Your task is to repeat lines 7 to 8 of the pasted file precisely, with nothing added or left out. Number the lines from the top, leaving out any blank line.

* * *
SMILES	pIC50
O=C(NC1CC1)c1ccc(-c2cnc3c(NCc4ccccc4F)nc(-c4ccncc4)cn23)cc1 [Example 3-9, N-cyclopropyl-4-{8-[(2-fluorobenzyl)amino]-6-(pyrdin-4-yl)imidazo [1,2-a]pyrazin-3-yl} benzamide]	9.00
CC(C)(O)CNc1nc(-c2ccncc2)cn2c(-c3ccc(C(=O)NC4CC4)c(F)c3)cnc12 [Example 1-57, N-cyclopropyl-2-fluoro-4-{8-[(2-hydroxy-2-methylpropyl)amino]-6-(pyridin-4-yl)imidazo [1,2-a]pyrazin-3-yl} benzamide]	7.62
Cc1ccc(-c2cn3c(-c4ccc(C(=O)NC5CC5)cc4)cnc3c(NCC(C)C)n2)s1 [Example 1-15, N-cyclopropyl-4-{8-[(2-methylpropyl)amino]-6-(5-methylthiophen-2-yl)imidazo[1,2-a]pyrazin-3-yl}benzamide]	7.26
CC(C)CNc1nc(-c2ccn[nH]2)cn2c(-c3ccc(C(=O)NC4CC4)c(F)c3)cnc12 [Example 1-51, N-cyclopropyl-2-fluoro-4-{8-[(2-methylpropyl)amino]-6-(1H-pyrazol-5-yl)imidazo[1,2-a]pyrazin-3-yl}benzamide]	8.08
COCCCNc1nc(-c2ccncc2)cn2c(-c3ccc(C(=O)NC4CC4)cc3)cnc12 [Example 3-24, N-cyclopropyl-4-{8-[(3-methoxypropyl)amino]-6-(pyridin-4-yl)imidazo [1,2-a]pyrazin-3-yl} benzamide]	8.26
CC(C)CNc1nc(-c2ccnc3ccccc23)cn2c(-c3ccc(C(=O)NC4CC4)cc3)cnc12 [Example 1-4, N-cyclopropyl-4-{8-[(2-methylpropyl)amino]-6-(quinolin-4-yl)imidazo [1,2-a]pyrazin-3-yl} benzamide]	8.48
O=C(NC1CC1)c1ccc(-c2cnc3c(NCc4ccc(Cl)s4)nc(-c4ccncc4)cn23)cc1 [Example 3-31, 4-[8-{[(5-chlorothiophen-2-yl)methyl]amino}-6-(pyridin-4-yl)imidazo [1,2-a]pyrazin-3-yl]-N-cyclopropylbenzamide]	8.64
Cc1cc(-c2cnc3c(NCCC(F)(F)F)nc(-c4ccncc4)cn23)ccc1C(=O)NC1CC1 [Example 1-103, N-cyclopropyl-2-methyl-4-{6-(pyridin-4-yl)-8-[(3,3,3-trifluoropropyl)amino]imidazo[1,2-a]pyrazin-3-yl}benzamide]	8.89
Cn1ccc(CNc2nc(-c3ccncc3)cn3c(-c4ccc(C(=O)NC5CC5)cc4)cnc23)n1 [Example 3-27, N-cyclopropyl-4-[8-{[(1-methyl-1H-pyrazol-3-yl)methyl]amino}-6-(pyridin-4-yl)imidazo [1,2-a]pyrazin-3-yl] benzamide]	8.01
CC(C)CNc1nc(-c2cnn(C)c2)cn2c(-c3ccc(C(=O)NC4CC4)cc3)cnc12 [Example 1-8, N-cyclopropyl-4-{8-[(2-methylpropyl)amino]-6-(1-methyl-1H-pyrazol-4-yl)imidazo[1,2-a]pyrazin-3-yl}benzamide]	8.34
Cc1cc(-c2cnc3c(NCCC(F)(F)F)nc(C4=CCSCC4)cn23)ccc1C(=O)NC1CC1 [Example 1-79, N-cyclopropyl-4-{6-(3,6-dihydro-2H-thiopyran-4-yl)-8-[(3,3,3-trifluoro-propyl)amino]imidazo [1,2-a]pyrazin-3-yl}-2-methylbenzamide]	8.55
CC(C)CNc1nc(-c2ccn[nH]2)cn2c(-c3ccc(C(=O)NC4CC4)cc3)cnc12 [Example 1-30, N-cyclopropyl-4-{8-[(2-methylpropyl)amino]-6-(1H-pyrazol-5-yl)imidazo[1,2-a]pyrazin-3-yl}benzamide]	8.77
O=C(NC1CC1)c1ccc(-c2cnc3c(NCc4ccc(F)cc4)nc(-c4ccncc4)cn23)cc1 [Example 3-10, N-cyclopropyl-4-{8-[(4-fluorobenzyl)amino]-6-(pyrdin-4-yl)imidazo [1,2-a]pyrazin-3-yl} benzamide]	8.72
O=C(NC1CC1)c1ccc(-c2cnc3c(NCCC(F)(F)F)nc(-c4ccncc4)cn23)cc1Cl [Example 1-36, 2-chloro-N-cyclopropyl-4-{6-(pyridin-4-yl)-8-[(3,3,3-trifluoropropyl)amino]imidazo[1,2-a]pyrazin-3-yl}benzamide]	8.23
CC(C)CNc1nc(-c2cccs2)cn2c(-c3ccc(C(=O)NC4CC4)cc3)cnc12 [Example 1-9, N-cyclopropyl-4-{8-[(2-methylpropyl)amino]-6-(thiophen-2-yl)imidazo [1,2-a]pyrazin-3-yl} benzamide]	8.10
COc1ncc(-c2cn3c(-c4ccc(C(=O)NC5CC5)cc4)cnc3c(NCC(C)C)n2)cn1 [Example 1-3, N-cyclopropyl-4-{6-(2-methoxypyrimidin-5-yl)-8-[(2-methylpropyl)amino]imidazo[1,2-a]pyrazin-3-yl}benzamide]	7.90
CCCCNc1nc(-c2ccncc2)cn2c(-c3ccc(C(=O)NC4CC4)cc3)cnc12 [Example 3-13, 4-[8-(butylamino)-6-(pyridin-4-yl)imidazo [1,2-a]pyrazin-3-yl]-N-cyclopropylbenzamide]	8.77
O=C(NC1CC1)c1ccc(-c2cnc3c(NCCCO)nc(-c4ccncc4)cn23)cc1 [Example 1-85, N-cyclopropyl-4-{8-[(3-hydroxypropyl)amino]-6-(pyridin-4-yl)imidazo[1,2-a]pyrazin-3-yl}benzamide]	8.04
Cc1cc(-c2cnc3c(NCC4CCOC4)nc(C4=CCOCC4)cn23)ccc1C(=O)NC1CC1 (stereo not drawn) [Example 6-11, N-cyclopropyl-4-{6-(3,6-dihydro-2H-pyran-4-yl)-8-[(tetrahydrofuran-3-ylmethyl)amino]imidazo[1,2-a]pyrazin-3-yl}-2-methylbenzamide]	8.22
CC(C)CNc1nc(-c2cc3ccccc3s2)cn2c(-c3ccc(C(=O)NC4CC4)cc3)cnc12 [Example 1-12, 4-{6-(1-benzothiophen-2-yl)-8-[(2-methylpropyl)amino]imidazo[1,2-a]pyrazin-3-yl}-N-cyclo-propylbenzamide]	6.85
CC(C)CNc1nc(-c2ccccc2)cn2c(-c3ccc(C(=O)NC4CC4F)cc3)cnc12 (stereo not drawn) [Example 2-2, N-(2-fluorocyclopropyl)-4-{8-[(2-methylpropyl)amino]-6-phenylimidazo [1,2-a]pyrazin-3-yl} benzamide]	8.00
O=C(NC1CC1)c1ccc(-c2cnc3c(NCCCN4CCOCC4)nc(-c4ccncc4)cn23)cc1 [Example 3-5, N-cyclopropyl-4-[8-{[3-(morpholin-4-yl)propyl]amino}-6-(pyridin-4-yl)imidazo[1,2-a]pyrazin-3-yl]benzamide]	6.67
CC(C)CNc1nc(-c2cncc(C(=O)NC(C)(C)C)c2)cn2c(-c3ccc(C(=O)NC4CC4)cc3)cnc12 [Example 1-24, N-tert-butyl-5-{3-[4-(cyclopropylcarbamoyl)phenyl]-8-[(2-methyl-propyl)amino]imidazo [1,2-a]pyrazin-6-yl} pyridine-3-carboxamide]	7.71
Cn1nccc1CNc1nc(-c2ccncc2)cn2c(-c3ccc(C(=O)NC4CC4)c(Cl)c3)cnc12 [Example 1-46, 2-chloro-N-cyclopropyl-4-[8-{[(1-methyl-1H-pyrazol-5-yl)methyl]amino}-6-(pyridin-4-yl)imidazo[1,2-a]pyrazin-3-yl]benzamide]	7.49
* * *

CC(C)CNc1nc(-c2ccnc3ccccc23)cn2c(-c3ccc(C(=O)NC4CC4)cc3)cnc12 [Example 1-4, N-cyclopropyl-4-{8-[(2-methylpropyl)amino]-6-(quinolin-4-yl)imidazo [1,2-a]pyrazin-3-yl} benzamide]	8.48
O=C(NC1CC1)c1ccc(-c2cnc3c(NCc4ccc(Cl)s4)nc(-c4ccncc4)cn23)cc1 [Example 3-31, 4-[8-{[(5-chlorothiophen-2-yl)methyl]amino}-6-(pyridin-4-yl)imidazo [1,2-a]pyrazin-3-yl]-N-cyclopropylbenzamide]	8.64